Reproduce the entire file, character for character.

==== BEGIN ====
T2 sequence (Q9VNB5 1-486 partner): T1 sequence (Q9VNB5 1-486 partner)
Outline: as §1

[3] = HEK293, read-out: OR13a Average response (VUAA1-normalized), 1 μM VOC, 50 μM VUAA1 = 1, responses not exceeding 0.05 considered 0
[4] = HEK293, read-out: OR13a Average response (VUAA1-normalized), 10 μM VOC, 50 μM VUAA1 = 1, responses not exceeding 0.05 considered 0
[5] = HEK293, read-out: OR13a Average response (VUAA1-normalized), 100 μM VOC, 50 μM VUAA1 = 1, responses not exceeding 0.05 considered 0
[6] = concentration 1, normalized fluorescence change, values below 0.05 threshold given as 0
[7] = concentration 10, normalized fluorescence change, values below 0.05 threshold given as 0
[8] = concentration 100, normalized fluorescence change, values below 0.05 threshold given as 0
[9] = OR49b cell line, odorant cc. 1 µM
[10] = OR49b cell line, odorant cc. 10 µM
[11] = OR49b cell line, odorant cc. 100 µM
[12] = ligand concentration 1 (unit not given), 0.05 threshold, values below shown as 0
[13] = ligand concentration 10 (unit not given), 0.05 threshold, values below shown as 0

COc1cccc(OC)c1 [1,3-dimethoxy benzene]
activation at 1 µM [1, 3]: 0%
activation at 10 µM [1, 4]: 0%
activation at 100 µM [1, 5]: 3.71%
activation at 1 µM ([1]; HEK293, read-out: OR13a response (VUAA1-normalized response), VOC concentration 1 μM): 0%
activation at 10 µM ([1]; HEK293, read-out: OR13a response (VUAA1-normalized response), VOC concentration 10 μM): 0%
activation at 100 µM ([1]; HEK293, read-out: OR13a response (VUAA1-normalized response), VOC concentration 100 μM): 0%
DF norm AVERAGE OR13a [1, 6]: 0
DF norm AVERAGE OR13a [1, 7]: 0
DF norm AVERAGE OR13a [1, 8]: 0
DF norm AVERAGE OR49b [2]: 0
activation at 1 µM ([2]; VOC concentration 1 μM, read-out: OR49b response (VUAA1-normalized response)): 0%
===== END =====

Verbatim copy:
T2 sequence (Q9VNB5 1-486 partner): T1 sequence (Q9VNB5 1-486 partner)
Outline: as §1

[3] = HEK293, read-out: OR13a Average response (VUAA1-normalized), 1 μM VOC, 50 μM VUAA1 = 1, responses not exceeding 0.05 considered 0
[4] = HEK293, read-out: OR13a Average response (VUAA1-normalized), 10 μM VOC, 50 μM VUAA1 = 1, responses not exceeding 0.05 considered 0
[5] = HEK293, read-out: OR13a Average response (VUAA1-normalized), 100 μM VOC, 50 μM VUAA1 = 1, responses not exceeding 0.05 considered 0
[6] = concentration 1, normalized fluorescence change, values below 0.05 threshold given as 0
[7] = concentration 10, normalized fluorescence change, values below 0.05 threshold given as 0
[8] = concentration 100, normalized fluorescence change, values below 0.05 threshold given as 0
[9] = OR49b cell line, odorant cc. 1 µM
[10] = OR49b cell line, odorant cc. 10 µM
[11] = OR49b cell line, odorant cc. 100 µM
[12] = ligand concentration 1 (unit not given), 0.05 threshold, values below shown as 0
[13] = ligand concentration 10 (unit not given), 0.05 threshold, values below shown as 0

COc1cccc(OC)c1 [1,3-dimethoxy benzene]
activation at 1 µM [1, 3]: 0%
activation at 10 µM [1, 4]: 0%
activation at 100 µM [1, 5]: 3.71%
activation at 1 µM ([1]; HEK293, read-out: OR13a response (VUAA1-normalized response), VOC concentration 1 μM): 0%
activation at 10 µM ([1]; HEK293, read-out: OR13a response (VUAA1-normalized response), VOC concentration 10 μM): 0%
activation at 100 µM ([1]; HEK293, read-out: OR13a response (VUAA1-normalized response), VOC concentration 100 μM): 0%
DF norm AVERAGE OR13a [1, 6]: 0
DF norm AVERAGE OR13a [1, 7]: 0
DF norm AVERAGE OR13a [1, 8]: 0
DF norm AVERAGE OR49b [2]: 0
activation at 1 µM ([2]; VOC concentration 1 μM, read-out: OR49b response (VUAA1-normalized response)): 0%